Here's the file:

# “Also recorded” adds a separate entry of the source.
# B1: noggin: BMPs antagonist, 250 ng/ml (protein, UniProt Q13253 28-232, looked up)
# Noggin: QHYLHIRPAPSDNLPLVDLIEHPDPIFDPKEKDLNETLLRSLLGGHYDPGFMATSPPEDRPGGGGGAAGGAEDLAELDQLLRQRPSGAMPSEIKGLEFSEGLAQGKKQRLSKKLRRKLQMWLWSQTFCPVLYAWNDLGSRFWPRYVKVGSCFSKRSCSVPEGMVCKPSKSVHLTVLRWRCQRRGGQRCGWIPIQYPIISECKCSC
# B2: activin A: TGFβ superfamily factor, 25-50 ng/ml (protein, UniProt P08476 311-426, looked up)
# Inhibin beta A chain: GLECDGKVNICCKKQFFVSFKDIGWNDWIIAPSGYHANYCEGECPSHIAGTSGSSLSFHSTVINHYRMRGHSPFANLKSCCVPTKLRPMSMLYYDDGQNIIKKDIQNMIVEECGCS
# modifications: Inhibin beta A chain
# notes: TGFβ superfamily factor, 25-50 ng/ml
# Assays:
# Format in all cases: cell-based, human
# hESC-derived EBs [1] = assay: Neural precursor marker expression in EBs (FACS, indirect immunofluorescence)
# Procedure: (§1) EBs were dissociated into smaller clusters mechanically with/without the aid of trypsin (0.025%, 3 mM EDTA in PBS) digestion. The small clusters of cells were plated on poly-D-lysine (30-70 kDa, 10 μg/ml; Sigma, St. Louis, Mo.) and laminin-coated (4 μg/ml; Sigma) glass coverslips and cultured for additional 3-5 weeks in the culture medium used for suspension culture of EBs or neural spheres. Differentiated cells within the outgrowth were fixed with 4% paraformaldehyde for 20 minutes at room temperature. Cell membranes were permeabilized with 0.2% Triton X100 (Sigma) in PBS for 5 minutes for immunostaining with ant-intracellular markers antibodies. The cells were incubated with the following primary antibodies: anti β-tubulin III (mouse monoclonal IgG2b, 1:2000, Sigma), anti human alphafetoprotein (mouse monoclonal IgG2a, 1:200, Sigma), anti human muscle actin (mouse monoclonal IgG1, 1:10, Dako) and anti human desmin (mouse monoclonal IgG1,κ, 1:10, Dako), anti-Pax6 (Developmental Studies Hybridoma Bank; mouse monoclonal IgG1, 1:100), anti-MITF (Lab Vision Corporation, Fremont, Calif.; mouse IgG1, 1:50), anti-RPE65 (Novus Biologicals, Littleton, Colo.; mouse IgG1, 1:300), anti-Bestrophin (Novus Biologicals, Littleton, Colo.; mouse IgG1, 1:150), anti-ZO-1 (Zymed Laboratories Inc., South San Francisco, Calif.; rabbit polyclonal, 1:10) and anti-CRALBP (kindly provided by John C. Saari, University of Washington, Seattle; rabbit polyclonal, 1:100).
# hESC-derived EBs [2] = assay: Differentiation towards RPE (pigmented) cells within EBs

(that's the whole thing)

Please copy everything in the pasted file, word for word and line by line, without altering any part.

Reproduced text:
# “Also recorded” adds a separate entry of the source.
# B1: noggin: BMPs antagonist, 250 ng/ml (protein, UniProt Q13253 28-232, looked up)
# Noggin: QHYLHIRPAPSDNLPLVDLIEHPDPIFDPKEKDLNETLLRSLLGGHYDPGFMATSPPEDRPGGGGGAAGGAEDLAELDQLLRQRPSGAMPSEIKGLEFSEGLAQGKKQRLSKKLRRKLQMWLWSQTFCPVLYAWNDLGSRFWPRYVKVGSCFSKRSCSVPEGMVCKPSKSVHLTVLRWRCQRRGGQRCGWIPIQYPIISECKCSC
# B2: activin A: TGFβ superfamily factor, 25-50 ng/ml (protein, UniProt P08476 311-426, looked up)
# Inhibin beta A chain: GLECDGKVNICCKKQFFVSFKDIGWNDWIIAPSGYHANYCEGECPSHIAGTSGSSLSFHSTVINHYRMRGHSPFANLKSCCVPTKLRPMSMLYYDDGQNIIKKDIQNMIVEECGCS
# modifications: Inhibin beta A chain
# notes: TGFβ superfamily factor, 25-50 ng/ml
# Assays:
# Format in all cases: cell-based, human
# hESC-derived EBs [1] = assay: Neural precursor marker expression in EBs (FACS, indirect immunofluorescence)
# Procedure: (§1) EBs were dissociated into smaller clusters mechanically with/without the aid of trypsin (0.025%, 3 mM EDTA in PBS) digestion. The small clusters of cells were plated on poly-D-lysine (30-70 kDa, 10 μg/ml; Sigma, St. Louis, Mo.) and laminin-coated (4 μg/ml; Sigma) glass coverslips and cultured for additional 3-5 weeks in the culture medium used for suspension culture of EBs or neural spheres. Differentiated cells within the outgrowth were fixed with 4% paraformaldehyde for 20 minutes at room temperature. Cell membranes were permeabilized with 0.2% Triton X100 (Sigma) in PBS for 5 minutes for immunostaining with ant-intracellular markers antibodies. The cells were incubated with the following primary antibodies: anti β-tubulin III (mouse monoclonal IgG2b, 1:2000, Sigma), anti human alphafetoprotein (mouse monoclonal IgG2a, 1:200, Sigma), anti human muscle actin (mouse monoclonal IgG1, 1:10, Dako) and anti human desmin (mouse monoclonal IgG1,κ, 1:10, Dako), anti-Pax6 (Developmental Studies Hybridoma Bank; mouse monoclonal IgG1, 1:100), anti-MITF (Lab Vision Corporation, Fremont, Calif.; mouse IgG1, 1:50), anti-RPE65 (Novus Biologicals, Littleton, Colo.; mouse IgG1, 1:300), anti-Bestrophin (Novus Biologicals, Littleton, Colo.; mouse IgG1, 1:150), anti-ZO-1 (Zymed Laboratories Inc., South San Francisco, Calif.; rabbit polyclonal, 1:10) and anti-CRALBP (kindly provided by John C. Saari, University of Washington, Seattle; rabbit polyclonal, 1:100).
# hESC-derived EBs [2] = assay: Differentiation towards RPE (pigmented) cells within EBs